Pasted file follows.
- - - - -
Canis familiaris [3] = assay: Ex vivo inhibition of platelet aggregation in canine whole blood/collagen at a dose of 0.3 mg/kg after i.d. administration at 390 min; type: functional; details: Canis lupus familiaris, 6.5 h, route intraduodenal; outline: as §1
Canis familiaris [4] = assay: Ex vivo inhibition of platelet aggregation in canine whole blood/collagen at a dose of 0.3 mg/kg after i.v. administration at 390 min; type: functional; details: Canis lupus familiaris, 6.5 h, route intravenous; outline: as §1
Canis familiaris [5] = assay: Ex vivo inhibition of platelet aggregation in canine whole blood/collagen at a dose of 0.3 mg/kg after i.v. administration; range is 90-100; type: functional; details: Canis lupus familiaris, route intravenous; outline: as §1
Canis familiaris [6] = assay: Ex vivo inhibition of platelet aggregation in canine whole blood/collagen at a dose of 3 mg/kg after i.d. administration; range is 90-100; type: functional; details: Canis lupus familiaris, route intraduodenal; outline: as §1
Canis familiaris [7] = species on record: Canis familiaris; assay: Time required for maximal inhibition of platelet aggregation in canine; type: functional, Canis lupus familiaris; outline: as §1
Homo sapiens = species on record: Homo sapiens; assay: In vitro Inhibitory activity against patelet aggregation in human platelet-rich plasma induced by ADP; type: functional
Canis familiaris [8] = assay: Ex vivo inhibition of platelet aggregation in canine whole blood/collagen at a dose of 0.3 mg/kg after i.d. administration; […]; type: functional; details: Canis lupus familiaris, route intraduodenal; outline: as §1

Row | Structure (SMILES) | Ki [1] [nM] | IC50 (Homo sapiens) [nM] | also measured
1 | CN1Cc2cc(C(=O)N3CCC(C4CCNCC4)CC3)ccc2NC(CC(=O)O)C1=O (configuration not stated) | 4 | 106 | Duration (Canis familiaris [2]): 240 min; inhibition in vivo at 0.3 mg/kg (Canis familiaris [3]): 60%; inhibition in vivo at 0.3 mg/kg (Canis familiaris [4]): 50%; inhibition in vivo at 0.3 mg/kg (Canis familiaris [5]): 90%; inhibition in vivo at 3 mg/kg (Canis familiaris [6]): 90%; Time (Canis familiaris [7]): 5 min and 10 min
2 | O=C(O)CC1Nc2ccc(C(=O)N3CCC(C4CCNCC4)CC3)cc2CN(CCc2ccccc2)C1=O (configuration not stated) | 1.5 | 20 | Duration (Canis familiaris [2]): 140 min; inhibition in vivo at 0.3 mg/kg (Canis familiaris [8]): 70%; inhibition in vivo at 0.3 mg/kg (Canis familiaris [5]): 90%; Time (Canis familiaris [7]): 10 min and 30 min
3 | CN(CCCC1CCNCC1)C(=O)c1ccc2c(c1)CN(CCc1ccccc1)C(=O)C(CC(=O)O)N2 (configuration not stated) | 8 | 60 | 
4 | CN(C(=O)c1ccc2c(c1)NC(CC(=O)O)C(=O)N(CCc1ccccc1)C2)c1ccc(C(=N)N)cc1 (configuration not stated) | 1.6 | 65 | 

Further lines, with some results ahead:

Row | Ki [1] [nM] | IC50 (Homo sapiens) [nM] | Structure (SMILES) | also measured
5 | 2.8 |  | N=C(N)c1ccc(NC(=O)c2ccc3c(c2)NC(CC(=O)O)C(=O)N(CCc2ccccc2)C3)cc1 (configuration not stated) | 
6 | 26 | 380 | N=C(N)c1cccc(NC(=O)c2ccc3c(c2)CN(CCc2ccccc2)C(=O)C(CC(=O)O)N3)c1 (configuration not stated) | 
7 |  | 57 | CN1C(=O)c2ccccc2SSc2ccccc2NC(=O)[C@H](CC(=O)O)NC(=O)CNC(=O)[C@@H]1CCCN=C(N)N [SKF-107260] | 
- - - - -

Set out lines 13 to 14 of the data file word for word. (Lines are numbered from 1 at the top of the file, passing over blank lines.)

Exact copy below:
Further lines, with some results ahead:

Row | Ki [1] [nM] | IC50 (Homo sapiens) [nM] | Structure (SMILES) | also measured